While the first Myth novel was relatively thin on plot, the second one fully compensated for that. Skeeve goes to become a court magician in a small kingdom, wins the position despite his lack of real magical skills and then confronts the biggest army his world has ever seen. With only six others he solves the crisis, not by might, but with tricks and bureaucratic momentum.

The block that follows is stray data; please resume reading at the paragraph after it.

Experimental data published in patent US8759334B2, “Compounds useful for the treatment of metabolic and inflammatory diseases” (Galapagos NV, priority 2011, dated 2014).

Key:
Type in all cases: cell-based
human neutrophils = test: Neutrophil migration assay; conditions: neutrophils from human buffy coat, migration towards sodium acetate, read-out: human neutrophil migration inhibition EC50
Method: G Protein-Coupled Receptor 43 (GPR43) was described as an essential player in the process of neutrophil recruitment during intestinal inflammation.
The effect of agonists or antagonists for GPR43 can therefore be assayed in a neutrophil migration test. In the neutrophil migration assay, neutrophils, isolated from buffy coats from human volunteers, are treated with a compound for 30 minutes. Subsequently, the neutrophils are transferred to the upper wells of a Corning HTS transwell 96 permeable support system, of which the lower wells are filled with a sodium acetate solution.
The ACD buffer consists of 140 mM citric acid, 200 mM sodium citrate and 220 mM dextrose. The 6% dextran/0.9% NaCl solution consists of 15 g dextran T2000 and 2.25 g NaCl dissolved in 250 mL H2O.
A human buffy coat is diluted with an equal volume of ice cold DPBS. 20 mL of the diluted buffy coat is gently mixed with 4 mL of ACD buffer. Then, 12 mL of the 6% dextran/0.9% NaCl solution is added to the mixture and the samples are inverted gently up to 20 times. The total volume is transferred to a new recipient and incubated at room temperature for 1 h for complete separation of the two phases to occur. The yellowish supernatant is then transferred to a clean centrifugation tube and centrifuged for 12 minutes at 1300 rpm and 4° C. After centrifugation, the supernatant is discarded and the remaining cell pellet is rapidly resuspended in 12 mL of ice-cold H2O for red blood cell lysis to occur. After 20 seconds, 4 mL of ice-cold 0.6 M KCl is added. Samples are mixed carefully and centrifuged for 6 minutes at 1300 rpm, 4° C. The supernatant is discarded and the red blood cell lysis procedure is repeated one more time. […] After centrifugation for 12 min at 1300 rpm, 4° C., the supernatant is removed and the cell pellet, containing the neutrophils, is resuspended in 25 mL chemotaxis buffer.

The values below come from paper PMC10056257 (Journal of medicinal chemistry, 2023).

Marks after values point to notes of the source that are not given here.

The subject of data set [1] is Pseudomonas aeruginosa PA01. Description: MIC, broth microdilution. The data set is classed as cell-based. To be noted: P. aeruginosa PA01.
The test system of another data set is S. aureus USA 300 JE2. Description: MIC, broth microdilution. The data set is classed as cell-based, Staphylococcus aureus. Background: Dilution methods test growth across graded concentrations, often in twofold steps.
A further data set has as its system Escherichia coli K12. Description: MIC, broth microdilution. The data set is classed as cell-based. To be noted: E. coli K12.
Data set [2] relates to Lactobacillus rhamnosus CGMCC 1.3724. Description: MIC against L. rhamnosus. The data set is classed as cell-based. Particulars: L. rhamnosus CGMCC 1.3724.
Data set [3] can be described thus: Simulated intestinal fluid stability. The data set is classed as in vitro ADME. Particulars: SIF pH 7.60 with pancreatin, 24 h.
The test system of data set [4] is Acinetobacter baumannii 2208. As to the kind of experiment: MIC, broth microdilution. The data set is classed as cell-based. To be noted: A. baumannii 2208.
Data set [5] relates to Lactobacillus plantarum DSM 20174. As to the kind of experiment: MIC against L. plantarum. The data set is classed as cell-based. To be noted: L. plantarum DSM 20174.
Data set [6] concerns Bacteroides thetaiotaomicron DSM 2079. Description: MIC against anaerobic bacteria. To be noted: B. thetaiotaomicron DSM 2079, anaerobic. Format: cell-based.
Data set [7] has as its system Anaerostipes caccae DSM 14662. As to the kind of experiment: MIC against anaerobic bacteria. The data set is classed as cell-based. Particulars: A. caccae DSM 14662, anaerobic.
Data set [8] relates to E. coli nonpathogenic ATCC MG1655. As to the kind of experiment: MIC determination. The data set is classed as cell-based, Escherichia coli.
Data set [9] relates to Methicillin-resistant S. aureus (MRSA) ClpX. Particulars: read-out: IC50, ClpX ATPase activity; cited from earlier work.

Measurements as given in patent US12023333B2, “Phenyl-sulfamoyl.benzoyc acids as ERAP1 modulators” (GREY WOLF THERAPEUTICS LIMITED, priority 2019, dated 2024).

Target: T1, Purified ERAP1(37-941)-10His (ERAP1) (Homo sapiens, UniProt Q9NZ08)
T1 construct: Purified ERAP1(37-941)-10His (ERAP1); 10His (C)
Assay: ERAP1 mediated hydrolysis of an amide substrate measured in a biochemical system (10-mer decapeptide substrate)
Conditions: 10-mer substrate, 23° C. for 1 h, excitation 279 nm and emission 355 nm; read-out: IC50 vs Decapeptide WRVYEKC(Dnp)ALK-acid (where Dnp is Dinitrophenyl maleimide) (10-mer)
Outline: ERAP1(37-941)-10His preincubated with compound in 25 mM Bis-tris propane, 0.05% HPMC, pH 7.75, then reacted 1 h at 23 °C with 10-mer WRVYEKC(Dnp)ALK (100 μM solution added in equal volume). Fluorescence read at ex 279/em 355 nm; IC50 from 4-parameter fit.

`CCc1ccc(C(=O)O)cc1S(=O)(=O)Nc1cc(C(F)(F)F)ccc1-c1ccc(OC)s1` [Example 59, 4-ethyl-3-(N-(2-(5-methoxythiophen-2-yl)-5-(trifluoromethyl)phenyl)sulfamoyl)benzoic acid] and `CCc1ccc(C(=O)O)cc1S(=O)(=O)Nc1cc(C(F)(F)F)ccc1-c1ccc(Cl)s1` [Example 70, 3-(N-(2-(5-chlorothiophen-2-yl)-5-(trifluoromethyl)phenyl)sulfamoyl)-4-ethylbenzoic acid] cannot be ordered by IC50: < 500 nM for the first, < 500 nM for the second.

I said before that the Myth series reminded me of Pratchett’s early Discworld novels, but there are some differences. Completely absurd situations and explanations for almost everything, for example the foundation for the gigantic army or the nature of the bazaar dimension, turn out to be actual real. This grounding of the setting in complete hyperbole makes this one a balance act between naturalistic fiction and satire. Sometimes the satirical approach becomes overbearing, but in the end the fun writing always pulls through.